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Our Rink

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When the ice was thick enough to haul wood across, the lake would become our rink for skating and hockey.We used to play hockey from the minute we cleared the snow off to the minute the ice started to crack and melt.We had to have a rink for the boys and a rink for the girls because the girls wanted nothing to do with hockey.All they did was complain about us playing hockey all the time, so we made them a rink of their own where they could skate and we could play hockey in peace.

We used to make up hockey teams and set up a little game between friends.We’d cut a slice of birch off a tree and that would be our hockey puck.The hockey sticks would be made out of alders, curved up a bit at the bottom to make ’em shoot better. We had a team, although I don’t remember everyone’s names.There was Leonard Murphy, my brother Stanley, Glen Murphy, Russel, Miles Murray and Ray Hunt, to name a few.Ray was the goalie.With no hockey stick, Ray would use his scraper to both clear the ice and to guard the goal.He used old catalogues and cardboard boxes tied to his legs for pads.We’d use boots to mark the goals and some of us would cheat and put the boots closer together.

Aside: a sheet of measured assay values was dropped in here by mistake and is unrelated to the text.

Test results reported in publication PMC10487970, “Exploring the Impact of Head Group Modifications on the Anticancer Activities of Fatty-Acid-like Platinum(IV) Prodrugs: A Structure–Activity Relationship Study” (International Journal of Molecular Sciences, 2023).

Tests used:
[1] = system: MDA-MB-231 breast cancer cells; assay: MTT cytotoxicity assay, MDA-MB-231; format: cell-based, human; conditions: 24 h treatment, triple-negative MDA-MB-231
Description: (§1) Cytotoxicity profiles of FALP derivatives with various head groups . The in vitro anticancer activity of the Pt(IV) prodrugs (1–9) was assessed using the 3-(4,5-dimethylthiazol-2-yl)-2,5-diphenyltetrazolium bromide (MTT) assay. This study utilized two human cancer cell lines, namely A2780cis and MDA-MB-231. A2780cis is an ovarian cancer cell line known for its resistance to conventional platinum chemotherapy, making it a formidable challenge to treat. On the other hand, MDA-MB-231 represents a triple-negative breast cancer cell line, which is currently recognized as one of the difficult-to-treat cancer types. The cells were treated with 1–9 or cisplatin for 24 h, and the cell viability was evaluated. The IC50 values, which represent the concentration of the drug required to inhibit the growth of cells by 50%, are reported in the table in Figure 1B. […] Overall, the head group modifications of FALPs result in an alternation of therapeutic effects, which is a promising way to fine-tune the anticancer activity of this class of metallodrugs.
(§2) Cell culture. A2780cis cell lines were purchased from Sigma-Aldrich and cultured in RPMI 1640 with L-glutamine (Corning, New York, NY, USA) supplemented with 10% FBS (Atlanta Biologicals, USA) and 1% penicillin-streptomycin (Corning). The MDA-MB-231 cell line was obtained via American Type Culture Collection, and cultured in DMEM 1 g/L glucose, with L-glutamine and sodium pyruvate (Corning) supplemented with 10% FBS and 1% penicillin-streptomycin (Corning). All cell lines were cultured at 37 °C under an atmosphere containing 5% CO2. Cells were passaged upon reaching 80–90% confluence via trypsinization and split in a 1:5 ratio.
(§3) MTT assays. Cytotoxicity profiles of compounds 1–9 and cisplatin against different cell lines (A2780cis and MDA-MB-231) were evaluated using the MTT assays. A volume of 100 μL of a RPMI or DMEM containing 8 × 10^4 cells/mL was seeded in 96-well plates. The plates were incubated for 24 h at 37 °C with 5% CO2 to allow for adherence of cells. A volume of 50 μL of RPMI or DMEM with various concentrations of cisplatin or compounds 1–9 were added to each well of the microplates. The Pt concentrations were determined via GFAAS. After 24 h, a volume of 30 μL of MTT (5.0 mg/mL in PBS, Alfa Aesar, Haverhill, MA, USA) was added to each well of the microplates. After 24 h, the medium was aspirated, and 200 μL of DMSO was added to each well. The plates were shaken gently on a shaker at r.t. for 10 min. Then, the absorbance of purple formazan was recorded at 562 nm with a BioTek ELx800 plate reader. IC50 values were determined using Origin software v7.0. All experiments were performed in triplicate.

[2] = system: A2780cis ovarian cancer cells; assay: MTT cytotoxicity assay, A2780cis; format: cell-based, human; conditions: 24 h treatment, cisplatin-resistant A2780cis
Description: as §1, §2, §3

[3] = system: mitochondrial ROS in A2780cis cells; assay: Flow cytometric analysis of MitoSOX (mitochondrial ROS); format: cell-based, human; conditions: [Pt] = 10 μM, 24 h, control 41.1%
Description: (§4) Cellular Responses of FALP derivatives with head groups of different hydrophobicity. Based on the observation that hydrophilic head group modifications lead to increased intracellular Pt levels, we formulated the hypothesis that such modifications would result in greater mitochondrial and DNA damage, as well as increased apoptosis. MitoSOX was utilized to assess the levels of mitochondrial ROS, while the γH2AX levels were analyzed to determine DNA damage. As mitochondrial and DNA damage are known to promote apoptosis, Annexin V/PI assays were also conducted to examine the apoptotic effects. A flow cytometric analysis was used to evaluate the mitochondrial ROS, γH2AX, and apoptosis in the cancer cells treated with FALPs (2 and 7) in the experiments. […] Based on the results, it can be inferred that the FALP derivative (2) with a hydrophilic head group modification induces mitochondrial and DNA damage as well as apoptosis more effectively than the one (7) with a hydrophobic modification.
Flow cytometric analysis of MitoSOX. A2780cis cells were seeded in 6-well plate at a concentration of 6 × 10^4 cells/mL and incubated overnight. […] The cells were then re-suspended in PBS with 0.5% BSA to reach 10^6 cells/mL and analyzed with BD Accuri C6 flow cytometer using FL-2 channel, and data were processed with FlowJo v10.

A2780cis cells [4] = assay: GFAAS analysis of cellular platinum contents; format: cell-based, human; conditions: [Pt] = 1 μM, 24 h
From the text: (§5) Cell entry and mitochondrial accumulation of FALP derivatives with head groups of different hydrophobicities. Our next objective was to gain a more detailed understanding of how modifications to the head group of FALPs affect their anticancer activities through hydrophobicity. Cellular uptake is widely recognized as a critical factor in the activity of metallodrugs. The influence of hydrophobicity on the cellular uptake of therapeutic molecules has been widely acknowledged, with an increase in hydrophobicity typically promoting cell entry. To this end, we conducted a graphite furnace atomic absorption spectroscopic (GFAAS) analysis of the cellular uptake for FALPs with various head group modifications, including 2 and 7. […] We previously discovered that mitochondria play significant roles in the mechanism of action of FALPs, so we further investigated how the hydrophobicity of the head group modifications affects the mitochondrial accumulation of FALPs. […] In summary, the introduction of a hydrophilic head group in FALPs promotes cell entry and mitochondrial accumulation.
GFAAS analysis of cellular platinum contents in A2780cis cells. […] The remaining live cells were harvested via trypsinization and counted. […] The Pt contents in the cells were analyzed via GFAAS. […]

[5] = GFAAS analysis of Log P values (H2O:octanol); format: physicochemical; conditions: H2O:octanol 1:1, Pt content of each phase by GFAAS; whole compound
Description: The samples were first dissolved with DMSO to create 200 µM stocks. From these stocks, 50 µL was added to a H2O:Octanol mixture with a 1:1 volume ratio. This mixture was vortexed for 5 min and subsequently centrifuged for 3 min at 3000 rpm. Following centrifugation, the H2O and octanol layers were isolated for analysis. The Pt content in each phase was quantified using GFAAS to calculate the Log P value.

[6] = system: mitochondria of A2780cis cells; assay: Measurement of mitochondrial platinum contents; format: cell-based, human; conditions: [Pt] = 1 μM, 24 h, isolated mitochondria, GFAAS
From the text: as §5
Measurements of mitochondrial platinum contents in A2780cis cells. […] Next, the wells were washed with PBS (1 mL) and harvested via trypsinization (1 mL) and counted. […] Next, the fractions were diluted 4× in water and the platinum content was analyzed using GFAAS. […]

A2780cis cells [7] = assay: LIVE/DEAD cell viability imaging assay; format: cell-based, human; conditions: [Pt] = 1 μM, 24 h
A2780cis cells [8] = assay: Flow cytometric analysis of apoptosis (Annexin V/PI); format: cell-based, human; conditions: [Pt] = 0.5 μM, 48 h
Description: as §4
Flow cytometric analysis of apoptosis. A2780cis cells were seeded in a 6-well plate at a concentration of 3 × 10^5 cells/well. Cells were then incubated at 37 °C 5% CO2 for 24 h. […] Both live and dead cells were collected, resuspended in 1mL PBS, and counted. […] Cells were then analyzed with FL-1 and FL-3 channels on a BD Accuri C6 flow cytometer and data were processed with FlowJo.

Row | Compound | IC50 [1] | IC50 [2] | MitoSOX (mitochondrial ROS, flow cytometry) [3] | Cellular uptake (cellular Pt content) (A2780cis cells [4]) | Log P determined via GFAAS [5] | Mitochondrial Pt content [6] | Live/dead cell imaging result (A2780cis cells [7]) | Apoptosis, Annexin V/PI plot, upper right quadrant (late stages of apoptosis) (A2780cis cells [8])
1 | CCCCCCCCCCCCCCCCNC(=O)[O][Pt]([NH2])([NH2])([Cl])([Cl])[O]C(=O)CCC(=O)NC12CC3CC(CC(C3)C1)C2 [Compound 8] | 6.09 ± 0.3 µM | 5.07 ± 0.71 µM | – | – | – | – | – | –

I remember one time when we lost the puck.It flew down the rink and ‘plop’, right into the water; it was gone.There were always horses and oxen crossing the lake so we managed to find some horse manure-frozen of course.We used that manure patty as a puck for the rest of the day.It was frozen solid which made it a little difficult to play with. In the middle of the game, one of the little guys made a break and went flying down the ice with the manure puck heading straight towards his father, who was the goalie for the other team.

His father, padded with catalogues from head to toe, yelled out, ‘Don’t shoot! Don’t shoot!’
That little guy drew back and hit that manure with all his might sending it flying through the air, knocking the smoking pipe out of his father’s mouth.His father was furious. I wouldn’t want to get a face full of horse manure either.

‘I told you not to shoot!’ he shouted.The little guy started running for his life and his father took off after him. Neither of them was very good at running with skates on and they kept falling down. Anyways, the game ended there. We felt sorry for the little guy, but it was one of the funniest things we ever saw.Those were the good times.

*Richard was born in Pabos in 1933 and worked as a crane operator for the Gaspesia Company for 25 years until retirement.He loves mechanics and working on motors and is a wonderful storyteller and fiddler.He still resides in Chandler.